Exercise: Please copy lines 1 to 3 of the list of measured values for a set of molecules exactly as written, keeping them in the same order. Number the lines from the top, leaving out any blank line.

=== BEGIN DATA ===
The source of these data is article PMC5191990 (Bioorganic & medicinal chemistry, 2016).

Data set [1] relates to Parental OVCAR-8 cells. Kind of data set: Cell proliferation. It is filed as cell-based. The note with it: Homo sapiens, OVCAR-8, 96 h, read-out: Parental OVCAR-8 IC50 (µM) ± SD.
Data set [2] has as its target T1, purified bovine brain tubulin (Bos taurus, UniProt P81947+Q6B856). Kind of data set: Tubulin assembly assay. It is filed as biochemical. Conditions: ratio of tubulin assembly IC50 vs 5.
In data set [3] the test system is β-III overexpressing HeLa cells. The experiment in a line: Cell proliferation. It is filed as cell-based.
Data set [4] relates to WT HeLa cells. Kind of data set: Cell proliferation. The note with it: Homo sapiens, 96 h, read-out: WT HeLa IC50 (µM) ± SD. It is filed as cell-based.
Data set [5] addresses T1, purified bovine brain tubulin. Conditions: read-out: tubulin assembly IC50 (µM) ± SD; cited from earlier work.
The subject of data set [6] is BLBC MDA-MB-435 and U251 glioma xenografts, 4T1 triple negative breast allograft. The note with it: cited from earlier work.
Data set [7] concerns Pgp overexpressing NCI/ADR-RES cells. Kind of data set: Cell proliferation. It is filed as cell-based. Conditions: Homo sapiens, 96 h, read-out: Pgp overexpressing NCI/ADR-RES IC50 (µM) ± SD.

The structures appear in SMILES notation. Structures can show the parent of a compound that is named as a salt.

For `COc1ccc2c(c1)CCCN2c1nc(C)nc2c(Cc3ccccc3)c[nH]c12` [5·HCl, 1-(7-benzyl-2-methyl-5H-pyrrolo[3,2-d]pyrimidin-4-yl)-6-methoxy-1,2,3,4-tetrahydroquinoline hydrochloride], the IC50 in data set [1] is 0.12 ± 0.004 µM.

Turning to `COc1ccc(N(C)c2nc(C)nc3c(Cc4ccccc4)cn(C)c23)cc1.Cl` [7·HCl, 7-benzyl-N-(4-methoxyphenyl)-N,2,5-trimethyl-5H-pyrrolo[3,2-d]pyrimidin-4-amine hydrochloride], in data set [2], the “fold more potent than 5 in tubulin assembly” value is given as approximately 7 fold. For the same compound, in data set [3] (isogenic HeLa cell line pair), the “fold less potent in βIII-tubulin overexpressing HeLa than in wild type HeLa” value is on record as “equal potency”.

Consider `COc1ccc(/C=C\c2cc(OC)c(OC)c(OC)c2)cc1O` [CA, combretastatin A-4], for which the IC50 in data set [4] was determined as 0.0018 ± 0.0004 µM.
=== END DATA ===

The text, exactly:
The source of these data is article PMC5191990 (Bioorganic & medicinal chemistry, 2016).

Data set [1] relates to Parental OVCAR-8 cells. Kind of data set: Cell proliferation. It is filed as cell-based. The note with it: Homo sapiens, OVCAR-8, 96 h, read-out: Parental OVCAR-8 IC50 (µM) ± SD.
Data set [2] has as its target T1, purified bovine brain tubulin (Bos taurus, UniProt P81947+Q6B856). Kind of data set: Tubulin assembly assay. It is filed as biochemical. Conditions: ratio of tubulin assembly IC50 vs 5.